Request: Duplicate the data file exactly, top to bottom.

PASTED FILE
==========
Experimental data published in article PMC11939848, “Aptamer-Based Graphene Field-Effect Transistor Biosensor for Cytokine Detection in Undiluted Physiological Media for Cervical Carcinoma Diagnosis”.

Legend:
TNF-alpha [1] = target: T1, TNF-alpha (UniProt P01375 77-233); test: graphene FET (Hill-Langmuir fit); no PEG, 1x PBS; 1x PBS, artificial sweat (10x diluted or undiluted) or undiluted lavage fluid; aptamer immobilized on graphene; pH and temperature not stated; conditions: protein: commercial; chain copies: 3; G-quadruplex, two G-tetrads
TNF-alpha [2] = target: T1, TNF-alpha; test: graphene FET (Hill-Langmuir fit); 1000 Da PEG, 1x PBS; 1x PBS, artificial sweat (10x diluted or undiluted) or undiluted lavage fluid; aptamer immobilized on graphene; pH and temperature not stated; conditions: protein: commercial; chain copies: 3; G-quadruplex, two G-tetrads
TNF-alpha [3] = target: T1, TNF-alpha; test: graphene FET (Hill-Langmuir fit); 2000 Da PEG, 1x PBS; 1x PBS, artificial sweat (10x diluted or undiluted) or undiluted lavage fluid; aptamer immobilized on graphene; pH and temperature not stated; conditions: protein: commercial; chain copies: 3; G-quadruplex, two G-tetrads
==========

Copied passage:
Experimental data published in article PMC11939848, “Aptamer-Based Graphene Field-Effect Transistor Biosensor for Cytokine Detection in Undiluted Physiological Media for Cervical Carcinoma Diagnosis”.

Legend:
TNF-alpha [1] = target: T1, TNF-alpha (UniProt P01375 77-233); test: graphene FET (Hill-Langmuir fit); no PEG, 1x PBS; 1x PBS, artificial sweat (10x diluted or undiluted) or undiluted lavage fluid; aptamer immobilized on graphene; pH and temperature not stated; conditions: protein: commercial; chain copies: 3; G-quadruplex, two G-tetrads
TNF-alpha [2] = target: T1, TNF-alpha; test: graphene FET (Hill-Langmuir fit); 1000 Da PEG, 1x PBS; 1x PBS, artificial sweat (10x diluted or undiluted) or undiluted lavage fluid; aptamer immobilized on graphene; pH and temperature not stated; conditions: protein: commercial; chain copies: 3; G-quadruplex, two G-tetrads
TNF-alpha [3] = target: T1, TNF-alpha; test: graphene FET (Hill-Langmuir fit); 2000 Da PEG, 1x PBS; 1x PBS, artificial sweat (10x diluted or undiluted) or undiluted lavage fluid; aptamer immobilized on graphene; pH and temperature not stated; conditions: protein: commercial; chain copies: 3; G-quadruplex, two G-tetrads